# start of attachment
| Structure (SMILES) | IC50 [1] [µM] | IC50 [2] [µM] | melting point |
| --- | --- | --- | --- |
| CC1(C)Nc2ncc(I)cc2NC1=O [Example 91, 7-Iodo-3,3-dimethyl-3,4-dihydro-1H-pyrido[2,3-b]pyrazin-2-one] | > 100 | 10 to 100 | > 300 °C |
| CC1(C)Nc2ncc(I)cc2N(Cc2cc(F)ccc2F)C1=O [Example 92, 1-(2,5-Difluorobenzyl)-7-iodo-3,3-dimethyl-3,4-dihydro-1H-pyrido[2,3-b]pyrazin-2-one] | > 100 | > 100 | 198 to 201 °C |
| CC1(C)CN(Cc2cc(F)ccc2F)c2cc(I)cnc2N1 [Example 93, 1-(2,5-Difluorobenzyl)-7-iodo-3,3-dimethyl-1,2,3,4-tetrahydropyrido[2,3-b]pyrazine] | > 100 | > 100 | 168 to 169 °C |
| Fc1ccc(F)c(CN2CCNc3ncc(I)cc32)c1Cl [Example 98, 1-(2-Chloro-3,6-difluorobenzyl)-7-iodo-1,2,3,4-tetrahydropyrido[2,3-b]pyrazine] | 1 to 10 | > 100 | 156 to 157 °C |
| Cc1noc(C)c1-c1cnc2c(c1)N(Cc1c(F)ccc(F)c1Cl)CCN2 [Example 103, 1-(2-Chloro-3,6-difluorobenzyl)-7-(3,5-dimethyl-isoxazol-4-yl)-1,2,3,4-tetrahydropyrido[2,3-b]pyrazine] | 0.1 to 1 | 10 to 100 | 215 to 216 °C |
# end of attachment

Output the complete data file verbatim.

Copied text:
| Structure (SMILES) | IC50 [1] [µM] | IC50 [2] [µM] | melting point |
| --- | --- | --- | --- |
| CC1(C)Nc2ncc(I)cc2NC1=O [Example 91, 7-Iodo-3,3-dimethyl-3,4-dihydro-1H-pyrido[2,3-b]pyrazin-2-one] | > 100 | 10 to 100 | > 300 °C |
| CC1(C)Nc2ncc(I)cc2N(Cc2cc(F)ccc2F)C1=O [Example 92, 1-(2,5-Difluorobenzyl)-7-iodo-3,3-dimethyl-3,4-dihydro-1H-pyrido[2,3-b]pyrazin-2-one] | > 100 | > 100 | 198 to 201 °C |
| CC1(C)CN(Cc2cc(F)ccc2F)c2cc(I)cnc2N1 [Example 93, 1-(2,5-Difluorobenzyl)-7-iodo-3,3-dimethyl-1,2,3,4-tetrahydropyrido[2,3-b]pyrazine] | > 100 | > 100 | 168 to 169 °C |
| Fc1ccc(F)c(CN2CCNc3ncc(I)cc32)c1Cl [Example 98, 1-(2-Chloro-3,6-difluorobenzyl)-7-iodo-1,2,3,4-tetrahydropyrido[2,3-b]pyrazine] | 1 to 10 | > 100 | 156 to 157 °C |
| Cc1noc(C)c1-c1cnc2c(c1)N(Cc1c(F)ccc(F)c1Cl)CCN2 [Example 103, 1-(2-Chloro-3,6-difluorobenzyl)-7-(3,5-dimethyl-isoxazol-4-yl)-1,2,3,4-tetrahydropyrido[2,3-b]pyrazine] | 0.1 to 1 | 10 to 100 | 215 to 216 °C |